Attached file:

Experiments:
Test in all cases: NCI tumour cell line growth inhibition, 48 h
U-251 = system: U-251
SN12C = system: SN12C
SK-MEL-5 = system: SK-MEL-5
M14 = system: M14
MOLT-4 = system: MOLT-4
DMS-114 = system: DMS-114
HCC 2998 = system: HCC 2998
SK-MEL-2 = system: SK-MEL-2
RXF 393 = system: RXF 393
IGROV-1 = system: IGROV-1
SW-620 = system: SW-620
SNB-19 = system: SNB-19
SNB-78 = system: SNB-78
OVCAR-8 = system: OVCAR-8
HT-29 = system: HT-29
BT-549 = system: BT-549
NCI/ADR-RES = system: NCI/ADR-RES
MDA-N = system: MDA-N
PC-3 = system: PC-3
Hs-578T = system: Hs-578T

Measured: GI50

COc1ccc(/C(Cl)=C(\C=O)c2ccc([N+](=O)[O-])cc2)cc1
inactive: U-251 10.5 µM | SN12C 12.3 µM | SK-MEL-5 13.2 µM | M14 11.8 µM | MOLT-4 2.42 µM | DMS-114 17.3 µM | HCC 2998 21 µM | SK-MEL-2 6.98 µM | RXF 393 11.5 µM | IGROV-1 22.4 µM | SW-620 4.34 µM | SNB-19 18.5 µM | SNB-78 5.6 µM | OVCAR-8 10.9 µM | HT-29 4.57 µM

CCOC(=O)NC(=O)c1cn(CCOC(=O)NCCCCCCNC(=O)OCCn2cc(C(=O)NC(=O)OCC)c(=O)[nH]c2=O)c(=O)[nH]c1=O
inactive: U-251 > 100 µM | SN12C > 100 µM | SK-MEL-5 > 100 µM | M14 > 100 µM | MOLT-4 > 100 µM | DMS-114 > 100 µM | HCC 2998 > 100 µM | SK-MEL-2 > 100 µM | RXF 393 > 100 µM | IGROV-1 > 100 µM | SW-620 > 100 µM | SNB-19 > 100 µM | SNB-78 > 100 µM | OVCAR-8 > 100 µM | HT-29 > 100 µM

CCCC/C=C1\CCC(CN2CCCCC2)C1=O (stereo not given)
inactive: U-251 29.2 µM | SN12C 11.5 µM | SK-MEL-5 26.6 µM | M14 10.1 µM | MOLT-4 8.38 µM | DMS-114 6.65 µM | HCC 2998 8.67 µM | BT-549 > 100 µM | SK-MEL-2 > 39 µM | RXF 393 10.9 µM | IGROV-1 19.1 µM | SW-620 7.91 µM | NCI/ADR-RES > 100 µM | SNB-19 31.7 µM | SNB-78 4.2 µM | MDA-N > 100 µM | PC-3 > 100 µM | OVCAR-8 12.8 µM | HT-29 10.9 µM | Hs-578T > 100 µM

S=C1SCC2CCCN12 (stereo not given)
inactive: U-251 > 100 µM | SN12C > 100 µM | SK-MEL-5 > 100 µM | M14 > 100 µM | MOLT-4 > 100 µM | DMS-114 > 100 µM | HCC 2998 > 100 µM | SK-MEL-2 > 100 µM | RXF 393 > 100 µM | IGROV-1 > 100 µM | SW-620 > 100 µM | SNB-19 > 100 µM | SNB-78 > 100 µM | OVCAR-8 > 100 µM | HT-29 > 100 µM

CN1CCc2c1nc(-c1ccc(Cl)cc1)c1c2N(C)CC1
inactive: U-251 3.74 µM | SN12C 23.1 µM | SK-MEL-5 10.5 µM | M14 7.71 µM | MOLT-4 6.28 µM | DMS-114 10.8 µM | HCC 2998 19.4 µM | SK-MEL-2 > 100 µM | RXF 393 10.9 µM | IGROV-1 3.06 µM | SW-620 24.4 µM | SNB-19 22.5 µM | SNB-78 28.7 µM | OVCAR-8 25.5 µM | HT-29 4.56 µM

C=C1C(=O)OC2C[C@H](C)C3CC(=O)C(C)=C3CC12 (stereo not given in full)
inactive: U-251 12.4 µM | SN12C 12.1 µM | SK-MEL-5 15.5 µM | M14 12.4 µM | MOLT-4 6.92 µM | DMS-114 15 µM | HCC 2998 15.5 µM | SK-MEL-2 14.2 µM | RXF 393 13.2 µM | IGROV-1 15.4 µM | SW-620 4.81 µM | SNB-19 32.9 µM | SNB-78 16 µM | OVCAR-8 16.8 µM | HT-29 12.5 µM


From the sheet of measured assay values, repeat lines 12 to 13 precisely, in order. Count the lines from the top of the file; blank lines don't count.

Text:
IGROV-1 = system: IGROV-1
SW-620 = system: SW-620